But then, something happened. Or, more accurately, didn't happen. Sadly, Britpop never quite took off here in the States. Spin magazine declared Teenage Fanclub's Bandwagonesque the top album of 1991, but a little American-made album called Nevermind stole all its thunder. Suede had to change their name to the London Suede for legal reasons. Both Elastica and the Stone Roses took waaay too long (five years!) to release their second albums. Yanks didn't grasp the subtle lyrical nuances of Pulp's Different Class. The Verve got sued by the Stones over their one big hit, then broke up for 10 years. Blur's Damon Albarn went on to have much more Stateside success with a cartoon band called Gorillaz than he ever did with his flesh-&-blood Blurmates. And even Oasis's fanbase in America became, to speak in Spinal Tappian terms, more selective. So nowadays the only real British-band success story--in America, anyway--is Coldplay.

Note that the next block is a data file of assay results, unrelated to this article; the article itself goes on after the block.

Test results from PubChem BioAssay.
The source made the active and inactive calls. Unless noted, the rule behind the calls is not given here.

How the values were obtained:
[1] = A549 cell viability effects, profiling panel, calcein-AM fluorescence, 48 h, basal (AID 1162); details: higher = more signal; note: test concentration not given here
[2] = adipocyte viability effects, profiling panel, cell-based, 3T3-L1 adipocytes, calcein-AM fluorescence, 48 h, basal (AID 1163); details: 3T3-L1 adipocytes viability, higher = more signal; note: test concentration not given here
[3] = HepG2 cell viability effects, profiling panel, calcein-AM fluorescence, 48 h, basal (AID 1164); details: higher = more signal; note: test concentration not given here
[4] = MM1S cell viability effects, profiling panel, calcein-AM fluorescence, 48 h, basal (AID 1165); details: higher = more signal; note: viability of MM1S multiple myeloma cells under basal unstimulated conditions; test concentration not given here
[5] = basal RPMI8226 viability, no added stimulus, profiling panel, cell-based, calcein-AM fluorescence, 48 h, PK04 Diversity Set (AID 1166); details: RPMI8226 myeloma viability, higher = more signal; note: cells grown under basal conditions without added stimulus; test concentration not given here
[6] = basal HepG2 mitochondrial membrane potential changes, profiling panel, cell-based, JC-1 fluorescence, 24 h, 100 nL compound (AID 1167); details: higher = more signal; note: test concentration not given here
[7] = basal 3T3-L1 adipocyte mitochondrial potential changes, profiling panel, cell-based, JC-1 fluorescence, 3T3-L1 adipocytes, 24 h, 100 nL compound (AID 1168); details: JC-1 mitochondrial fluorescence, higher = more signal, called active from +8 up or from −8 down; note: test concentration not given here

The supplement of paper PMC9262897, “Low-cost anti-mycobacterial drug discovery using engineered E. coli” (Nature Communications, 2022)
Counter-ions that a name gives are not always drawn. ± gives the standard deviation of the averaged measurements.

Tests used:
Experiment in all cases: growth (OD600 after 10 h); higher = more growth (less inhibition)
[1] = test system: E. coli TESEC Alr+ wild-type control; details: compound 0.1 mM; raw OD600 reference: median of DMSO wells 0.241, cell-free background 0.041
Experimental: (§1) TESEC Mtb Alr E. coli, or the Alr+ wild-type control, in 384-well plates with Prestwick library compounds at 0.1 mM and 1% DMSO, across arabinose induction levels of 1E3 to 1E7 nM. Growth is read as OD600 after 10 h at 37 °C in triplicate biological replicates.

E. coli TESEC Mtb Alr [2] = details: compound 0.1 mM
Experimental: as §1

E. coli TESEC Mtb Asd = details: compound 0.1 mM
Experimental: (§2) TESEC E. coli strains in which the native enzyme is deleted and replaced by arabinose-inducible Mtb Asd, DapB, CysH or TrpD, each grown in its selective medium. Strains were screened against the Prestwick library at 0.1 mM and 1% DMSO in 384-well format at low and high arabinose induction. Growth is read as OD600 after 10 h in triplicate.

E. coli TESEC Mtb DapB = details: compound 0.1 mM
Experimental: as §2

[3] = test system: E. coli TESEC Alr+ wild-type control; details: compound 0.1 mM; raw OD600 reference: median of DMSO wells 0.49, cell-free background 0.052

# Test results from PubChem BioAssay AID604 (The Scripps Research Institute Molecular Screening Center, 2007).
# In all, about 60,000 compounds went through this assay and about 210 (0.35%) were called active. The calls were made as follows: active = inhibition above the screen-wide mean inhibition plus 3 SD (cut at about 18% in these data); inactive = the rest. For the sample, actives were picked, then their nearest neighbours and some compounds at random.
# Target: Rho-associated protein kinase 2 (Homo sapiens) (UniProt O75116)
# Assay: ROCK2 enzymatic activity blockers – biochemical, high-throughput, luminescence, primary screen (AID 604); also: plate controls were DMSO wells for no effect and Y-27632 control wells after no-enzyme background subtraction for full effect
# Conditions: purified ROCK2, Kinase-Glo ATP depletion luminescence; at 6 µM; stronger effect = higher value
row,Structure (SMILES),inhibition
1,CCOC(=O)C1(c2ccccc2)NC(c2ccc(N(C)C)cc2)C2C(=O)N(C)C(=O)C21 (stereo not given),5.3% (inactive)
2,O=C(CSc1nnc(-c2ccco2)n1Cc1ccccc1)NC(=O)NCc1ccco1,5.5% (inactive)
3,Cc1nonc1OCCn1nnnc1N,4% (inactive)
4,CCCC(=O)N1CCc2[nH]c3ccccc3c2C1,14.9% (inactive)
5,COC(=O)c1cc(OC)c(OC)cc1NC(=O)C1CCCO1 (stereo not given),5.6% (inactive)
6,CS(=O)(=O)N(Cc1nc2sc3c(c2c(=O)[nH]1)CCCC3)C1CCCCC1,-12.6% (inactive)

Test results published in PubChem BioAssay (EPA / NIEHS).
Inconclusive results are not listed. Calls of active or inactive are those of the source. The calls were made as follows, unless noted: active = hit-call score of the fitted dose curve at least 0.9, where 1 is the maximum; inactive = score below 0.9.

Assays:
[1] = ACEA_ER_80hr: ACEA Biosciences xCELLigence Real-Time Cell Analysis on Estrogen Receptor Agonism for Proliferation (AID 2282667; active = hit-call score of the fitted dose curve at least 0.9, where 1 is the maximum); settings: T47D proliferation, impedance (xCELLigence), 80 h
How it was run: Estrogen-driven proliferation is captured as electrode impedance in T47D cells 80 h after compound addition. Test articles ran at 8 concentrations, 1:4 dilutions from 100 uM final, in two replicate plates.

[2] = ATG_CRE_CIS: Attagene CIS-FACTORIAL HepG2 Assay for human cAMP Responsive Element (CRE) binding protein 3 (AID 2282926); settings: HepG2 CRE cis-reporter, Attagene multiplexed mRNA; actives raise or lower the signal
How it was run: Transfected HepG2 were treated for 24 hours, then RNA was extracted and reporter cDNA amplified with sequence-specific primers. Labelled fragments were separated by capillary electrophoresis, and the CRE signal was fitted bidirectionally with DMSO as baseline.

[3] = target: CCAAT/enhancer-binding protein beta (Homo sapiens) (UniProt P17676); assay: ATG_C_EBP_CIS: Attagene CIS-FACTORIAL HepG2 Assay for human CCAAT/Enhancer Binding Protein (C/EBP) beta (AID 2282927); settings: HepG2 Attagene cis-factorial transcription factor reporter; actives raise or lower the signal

Sure, Oasis have had a rough time of it lately--the Jay-Z war of words over Glastonbury, the onstage attack at Toronto's V Festival that injured Noel Gallagher's back and caused Oasis to cancel or postpone several gigs--but these blokes are survivors. They're going to live forever. And in this exclusive Yahoo! Music interview with Noel, shot last week at Oasis's London HQ, his still-supersonic charisma makes it clear why his band has managed to last so long: